Based on the novel A Monster Calls by Patrick Ness.

A Woman’s Life (Une Vie)
A literary adaptation of a story by Guy de Maupassant styled with striking immediacy, Stéphane Brizé relates the tragedy of an adventurous young 19th-century noblewoman harshly judged for an unfortunate marriage.

Bill Direen: A Memory of Others
A documentary about New Zealand musician Bill Direen.
Find books and music by Bill Direen in our collection.

Call Me By Your Name
This gorgeous and moving adaptation of André Aciman’s acclaimed novel, directed by Luca Guadagnino (I Am Love), stars Armie Hammer and Timothée Chalamet as lovers in sun-kissed northern Italy.
Based on the book Call Me By Your Name by André Aciman

CoverCitizen Jane
A documentary capturing the showdown in the 1950s between the activist Jane Jacobs and the trumpian urban planner Robert Moses: as she fights preserve urban communities in the face of destructive development projects.
Based on The Death and Life of Great American Cities by Jane Jacobs

CoverEthel and Ernest
This animated adaptation of Raymond Briggs’ graphic memoir of his parents’ lives is both humble and profound, with gorgeous renderings of Briggs’ justly famous lines. Featuring the voices of Jim Broadbent and Brenda Blethyn.
Based on the graphic novel memoir Ethel and Ernest by Raymond Briggs

Heal the Living
A catastrophic accident leaves one family in ruins and bestows another with precious hope in a hospital drama immeasurably enhanced by the delicate sensitivity of Katell Quillévéré’s script and the poetic force of her direction.
Based on Mend the living by Maylis de Kerangal

I Am Not Your Negro
A documentary based on James Baldwin’s unfinished manuscript, Remember This House, exploring the history of racism in the United States through Baldwin’s reminiscences of civil rights leaders.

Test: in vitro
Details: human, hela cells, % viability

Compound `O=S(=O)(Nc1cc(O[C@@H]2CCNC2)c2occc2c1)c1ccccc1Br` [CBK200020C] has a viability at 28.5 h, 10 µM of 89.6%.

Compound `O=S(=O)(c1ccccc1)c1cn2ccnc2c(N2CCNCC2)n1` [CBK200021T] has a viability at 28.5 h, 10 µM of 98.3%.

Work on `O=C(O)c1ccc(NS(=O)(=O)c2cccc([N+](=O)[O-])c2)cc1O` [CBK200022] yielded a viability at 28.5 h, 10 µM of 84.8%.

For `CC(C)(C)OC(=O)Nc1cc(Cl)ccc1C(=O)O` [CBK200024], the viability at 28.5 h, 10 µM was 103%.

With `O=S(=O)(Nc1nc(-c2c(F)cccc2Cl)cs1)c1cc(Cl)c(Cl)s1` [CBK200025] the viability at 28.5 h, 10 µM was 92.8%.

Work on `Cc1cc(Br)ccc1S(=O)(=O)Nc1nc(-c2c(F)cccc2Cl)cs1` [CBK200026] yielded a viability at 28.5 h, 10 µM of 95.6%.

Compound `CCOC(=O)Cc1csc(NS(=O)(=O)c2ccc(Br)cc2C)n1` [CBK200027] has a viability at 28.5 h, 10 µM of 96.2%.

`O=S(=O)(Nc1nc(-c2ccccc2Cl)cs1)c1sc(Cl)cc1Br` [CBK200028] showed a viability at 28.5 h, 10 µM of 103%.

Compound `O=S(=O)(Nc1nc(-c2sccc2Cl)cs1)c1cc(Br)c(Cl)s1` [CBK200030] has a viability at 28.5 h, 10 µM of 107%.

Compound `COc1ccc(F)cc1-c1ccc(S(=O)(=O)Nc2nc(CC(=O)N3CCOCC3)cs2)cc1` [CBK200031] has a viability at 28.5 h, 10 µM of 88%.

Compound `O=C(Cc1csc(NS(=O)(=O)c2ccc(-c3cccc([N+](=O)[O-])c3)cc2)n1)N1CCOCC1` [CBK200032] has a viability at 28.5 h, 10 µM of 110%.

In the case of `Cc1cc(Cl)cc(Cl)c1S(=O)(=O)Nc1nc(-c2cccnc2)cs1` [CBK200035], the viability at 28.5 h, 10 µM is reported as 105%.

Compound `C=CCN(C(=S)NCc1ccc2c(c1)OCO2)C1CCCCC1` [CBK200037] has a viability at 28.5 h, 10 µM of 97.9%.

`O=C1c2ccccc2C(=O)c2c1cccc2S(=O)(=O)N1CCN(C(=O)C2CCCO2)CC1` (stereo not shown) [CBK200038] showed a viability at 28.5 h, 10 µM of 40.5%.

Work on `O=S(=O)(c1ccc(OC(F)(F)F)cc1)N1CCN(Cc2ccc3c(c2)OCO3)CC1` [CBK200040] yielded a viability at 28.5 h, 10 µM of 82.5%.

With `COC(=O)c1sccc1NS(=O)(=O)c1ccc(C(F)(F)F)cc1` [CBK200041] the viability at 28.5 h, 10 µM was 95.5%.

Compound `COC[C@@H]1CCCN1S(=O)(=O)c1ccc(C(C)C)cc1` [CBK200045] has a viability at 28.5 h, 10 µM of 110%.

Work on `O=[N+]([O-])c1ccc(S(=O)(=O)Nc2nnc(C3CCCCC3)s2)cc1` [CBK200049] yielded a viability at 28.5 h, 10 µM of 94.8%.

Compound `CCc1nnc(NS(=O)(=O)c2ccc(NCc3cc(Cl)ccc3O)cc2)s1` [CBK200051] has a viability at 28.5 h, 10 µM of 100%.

Lady MacBeth
Florence Pugh is mesmerising as she transmutes from nervous bride to femme fatale in this bracing British period drama based on the 19th-century Russian classic by Nikolai Leskov – Lady Macbeth of the Mtsensk District.

CoverThe Lost City of Z
Charlie Hunnam makes a commanding flawed hero as British Amazon explorer Percy Fawcett in a sweeping giant screen epic, filmed with rare intelligence by writer/director James Gray. With Sienna Miller and Robert Pattinson.
Based on the novel by David Grann, The Lost City of Z

No Ordinary Sheila
A documentary exploring the life of New Zealand writer Sheila Natusch who has written over 30 books including Animals of New Zealand, The Cruise of Acheron, Hell and High Water and Wild Fare for Wilderness Forager. No Ordinary Sheila is a documentary about her life, times – and places.

CoverStalker
Andrei Tarkovsky’s 1979 masterpiece, like his earlier Solaris, is a free and allegorical adaptation of a sci-fi novel, Arkady and Boris Strugatsky’s Roadside Picnic.
See also the book about the movie Stalker – Zona: A book about a film about a journey to a room by Geoff Dyer.

Swallows and Amazons
Four children (the Swallows) on holiday in the Lake District (UK) sail on their own to an island and start a war with rival children (the Amazons).
Based on the book Swallows and Amazons by Arthur Ransome

To Stay Alive: A Method
This Dutch documentary film is based on Michel Houellebecq’s 1991 essay To Stay Alive, about struggling artists, the role of the poet, and mental health problems. It features marginal artists as well as Houellebecq and the rock singer Iggy Pop.
Read books in our collection by Michel Houellebecq

Una
A young woman arrives unexpectedly at an older man’s workplace looking for answers as to their shared past in an abusive sexual relationship.
Based on the play Blackbird by David Harrower

More information

National Volunteer Week 2017

Volunteering is a rewarding way to make a difference in your community. Here is some information from Volunteering New Zealand on National Volunteer Week 2017.